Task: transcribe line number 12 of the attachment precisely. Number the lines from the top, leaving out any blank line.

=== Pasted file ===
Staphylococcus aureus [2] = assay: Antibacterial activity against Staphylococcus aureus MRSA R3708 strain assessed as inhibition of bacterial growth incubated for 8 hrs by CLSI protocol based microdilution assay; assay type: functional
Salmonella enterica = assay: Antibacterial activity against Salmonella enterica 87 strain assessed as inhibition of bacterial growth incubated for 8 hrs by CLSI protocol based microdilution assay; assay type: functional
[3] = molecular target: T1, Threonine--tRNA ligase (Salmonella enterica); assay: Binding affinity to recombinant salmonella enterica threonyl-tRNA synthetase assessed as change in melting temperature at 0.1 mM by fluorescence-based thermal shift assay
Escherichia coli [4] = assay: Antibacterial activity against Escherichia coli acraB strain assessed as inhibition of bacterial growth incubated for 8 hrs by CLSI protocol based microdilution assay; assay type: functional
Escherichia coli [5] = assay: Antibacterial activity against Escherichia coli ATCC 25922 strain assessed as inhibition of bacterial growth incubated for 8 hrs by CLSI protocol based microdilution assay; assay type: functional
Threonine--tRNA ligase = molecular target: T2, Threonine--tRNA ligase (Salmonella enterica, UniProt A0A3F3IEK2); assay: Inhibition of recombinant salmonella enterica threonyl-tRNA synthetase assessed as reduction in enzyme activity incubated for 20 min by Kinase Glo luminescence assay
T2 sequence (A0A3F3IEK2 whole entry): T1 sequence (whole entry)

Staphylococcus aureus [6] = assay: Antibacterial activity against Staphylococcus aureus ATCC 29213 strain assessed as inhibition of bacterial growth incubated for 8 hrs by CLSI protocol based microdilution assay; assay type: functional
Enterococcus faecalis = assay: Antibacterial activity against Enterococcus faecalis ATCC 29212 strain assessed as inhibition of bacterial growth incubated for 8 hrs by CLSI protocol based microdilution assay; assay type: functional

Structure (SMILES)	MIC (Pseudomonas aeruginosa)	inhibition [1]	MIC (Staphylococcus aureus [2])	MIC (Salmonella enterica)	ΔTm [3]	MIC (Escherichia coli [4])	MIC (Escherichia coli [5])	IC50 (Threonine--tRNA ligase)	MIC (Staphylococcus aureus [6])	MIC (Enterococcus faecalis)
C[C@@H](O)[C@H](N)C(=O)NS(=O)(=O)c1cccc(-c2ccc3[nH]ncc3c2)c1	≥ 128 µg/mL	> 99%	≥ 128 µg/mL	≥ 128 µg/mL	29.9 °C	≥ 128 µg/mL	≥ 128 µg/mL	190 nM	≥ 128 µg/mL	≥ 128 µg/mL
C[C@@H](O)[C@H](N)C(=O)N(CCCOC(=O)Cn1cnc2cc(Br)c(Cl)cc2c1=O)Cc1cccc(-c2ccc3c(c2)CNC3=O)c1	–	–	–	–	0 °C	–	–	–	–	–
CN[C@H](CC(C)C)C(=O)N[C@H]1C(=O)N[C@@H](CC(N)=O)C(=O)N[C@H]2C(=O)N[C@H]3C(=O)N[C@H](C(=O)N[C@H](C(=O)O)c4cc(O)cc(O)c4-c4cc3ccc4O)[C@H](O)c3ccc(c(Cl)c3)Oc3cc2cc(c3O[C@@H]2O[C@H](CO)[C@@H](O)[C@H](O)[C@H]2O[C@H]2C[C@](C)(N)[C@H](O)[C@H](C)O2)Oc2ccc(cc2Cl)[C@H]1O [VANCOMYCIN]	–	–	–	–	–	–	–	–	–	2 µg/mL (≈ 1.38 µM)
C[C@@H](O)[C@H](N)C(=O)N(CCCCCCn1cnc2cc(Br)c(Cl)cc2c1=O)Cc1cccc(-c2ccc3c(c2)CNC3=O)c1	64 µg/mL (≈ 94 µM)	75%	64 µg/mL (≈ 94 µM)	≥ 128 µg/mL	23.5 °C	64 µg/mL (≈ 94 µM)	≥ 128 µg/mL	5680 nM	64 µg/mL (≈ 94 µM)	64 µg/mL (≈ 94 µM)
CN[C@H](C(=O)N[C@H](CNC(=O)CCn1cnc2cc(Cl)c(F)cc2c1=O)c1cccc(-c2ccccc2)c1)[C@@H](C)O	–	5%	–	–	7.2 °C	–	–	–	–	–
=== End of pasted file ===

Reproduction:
C[C@@H](O)[C@H](N)C(=O)N(CCCOC(=O)Cn1cnc2cc(Br)c(Cl)cc2c1=O)Cc1cccc(-c2ccc3c(c2)CNC3=O)c1	–	–	–	–	0 °C	–	–	–	–	–